Preseason pro football is underway and the first college game kicks off next weekend.
Next week I’ll examine some of the top AFC teams that hope to claw their way to Super Bowl 39 in Jacksonville. This week, it’s the NFC. (The odds to win the Super Bowl are in parenthesis.)
Philadelphia (9-2): With three straight trips to the NFC title game, the Eagles certainly have been doing something right. However, three losses makes one begin to wonder if their time has passed. Philly won’t go quietly, with star QB Donovan McNabb being joined by newcomer WR Terrell Owens. Throw in free agent Jevon Kearse on defense and the Eagles believe they added pieces to get them to the next level.
Yet, there are issues, too. The Eagles defense slipped from seventh (2001) and fourth (2002) overall, to 21st last season. The inability to stop the run (4.5 yards per carry allowed) was their undoing against Carolina in the playoffs. They also lost starting cornerbacks Bobby Taylor and Troy Vincent. There were key additions, but also subtractions. The Eagles can be very good again, especially if they come close to last year’s 7-1 SU/ATS road record. Philly is 20-6 ATS since 2001.
Green Bay (10-1): Last roundup for the old veteran quarterback? Brett Favre turns 35 in October, but doesn’t have to carry this team. Green Bay finished third in the NFL rushing the football led by Ahman Green (1,883 yards, 15 TDs). The passing offense was 16th, though Favre led the NFL in TDs.
The defense was strong against the run (10th) and the only weakness was a pass D ranked 22nd. Sadly for Green Bay fans, that liability haunted the club in the playoffs against the Eagles when they failed to stop a fourth-and-26 pass late in the game. Rookie CB Ahman Carroll was drafted in the first round and a new defensive coordinator (Bob Slowick) steps up. The Packers are 22-5 SU, 16-11 ATS at Lambeau the last three years.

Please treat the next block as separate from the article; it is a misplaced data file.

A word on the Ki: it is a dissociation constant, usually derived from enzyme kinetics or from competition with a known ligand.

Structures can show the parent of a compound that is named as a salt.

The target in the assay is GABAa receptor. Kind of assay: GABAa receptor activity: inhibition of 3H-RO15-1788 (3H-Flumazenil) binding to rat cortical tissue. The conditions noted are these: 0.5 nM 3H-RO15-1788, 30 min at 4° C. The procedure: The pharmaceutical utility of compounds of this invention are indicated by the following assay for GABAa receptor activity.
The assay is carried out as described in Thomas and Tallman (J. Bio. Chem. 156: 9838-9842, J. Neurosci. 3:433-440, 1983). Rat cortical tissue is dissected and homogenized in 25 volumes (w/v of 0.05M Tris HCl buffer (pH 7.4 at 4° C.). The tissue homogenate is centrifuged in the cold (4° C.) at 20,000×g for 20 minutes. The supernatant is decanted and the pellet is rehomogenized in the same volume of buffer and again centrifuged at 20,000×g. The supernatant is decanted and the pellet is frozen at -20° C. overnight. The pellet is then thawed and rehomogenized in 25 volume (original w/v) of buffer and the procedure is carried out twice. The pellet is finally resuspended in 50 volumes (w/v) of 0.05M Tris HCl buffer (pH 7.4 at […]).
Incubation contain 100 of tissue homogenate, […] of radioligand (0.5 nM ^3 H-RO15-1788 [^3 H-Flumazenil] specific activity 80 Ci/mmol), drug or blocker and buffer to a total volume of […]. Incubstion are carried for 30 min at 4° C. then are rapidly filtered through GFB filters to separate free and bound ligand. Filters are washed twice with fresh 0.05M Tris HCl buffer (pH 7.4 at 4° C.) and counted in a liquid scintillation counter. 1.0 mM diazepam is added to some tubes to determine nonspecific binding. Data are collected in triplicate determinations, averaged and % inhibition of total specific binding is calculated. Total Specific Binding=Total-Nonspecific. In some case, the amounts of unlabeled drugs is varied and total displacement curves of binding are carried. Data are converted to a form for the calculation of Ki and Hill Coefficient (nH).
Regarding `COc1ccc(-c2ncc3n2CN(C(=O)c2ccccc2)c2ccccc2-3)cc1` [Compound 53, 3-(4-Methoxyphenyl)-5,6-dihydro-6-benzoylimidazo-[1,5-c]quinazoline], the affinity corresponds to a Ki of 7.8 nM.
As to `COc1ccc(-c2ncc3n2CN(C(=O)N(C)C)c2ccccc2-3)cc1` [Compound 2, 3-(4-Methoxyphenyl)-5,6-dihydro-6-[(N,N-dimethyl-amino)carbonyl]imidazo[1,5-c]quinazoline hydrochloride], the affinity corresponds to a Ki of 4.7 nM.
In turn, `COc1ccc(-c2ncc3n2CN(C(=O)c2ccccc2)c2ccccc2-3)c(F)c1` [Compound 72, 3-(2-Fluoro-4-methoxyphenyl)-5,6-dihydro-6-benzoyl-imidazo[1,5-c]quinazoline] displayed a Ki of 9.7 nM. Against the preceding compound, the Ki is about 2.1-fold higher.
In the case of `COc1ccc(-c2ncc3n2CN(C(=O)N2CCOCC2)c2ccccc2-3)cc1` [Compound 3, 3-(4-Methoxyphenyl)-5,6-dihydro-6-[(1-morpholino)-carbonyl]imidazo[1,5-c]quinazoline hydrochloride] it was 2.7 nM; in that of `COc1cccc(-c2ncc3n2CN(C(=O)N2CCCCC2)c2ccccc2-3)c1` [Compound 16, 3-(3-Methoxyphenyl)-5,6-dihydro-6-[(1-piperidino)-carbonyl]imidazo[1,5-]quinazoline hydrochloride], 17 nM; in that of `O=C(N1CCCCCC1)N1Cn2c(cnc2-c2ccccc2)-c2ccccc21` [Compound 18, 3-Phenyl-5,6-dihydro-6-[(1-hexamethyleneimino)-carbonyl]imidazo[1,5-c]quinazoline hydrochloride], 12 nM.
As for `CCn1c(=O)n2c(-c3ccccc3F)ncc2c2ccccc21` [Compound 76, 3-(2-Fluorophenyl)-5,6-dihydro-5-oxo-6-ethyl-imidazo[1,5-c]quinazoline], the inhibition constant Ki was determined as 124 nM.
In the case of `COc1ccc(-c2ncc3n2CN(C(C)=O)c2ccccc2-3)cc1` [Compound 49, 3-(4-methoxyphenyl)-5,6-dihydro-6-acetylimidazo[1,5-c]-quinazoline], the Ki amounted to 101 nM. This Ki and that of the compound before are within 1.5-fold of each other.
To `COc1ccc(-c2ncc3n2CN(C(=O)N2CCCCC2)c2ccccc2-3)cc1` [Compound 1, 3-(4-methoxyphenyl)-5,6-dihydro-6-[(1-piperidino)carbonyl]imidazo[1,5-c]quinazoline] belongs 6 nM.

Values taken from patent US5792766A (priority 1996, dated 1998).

Seattle (12-1): Perhaps the up and coming kids on the block. Coach Mike Holmgren already has a Super Bowl title with Green Bay and now hopes to make a run with Seattle. QB Matt Hasselbeck blossomed last season with 3,841 yards, 26 TDs, 15 INTs. He has a ton of young weapons in RB Shaun Alexander along with WRs Koren Robinson and Darrell Jackson.
The defense needs work after finishing 14th against the run and 27th against the pass. Seattle hopes newcomer DE Grant Wistrom (Rams) provides some much needed pass rushing ability up front. The Seahawks know how to win at home (8-0 SU, 5-3 ATS) but in order to take the next step they need to improve on their 2-7 SU, 4-4-1 ATS road mark. By the way, the Seahawks carry a 7-2-1 ATS run into this season.
St. Louis (15-1): There’s certainly talent on the Rams, who represented the NFC in the Super Bowl after the 1999 and 2001 seasons. The offense finished third overall as QB Marc Bulger passed for 3,845 yards and 22 TDs in Mike Martz’s pass-happy attack. However, Bulger also threw 22 INTs and the running game ranked 31st.
The season ended in stunning fashion, too, with a 30-20 loss at Detroit to end the regular season followed by an OT loss at home in the playoffs to Carolina as a 7-point favorite. Martz again was not at his finest in a big game. St. Louis also lost standout defensive coordinator Lovie Smith, now coaching the Chicago Bears. Despite the playoff defeat, the Rams play best at home (8-1 SU/6-2-1 ATS) on the carpet, where all that speed helped them go 6-3 "over" the total.
Tampa Bay (15-1): The Patriots won the Super Bowl in 2002, missed the playoffs, then bounced back to win it all last season. Tampa Bay hopes to follow the same script. After winning the 2003 Super Bowl, the Bucs flamed out and missed the playoffs last season. Jon Gruden has put his stamp on this team, letting WR Keyshawn Johnson and Warren Sapp leave.
The Bucs added RB Charlie Garner and depth to the offensive line in an attempt to find more balance (22nd rushing attack, sixth in passing). The defense still has plenty of talent and will again be the cornerstone of any success. The D helped Tampa Bay go 10-6 "under" the total last season (6-2 at home). TB is 12-5 "under" at home since 2002.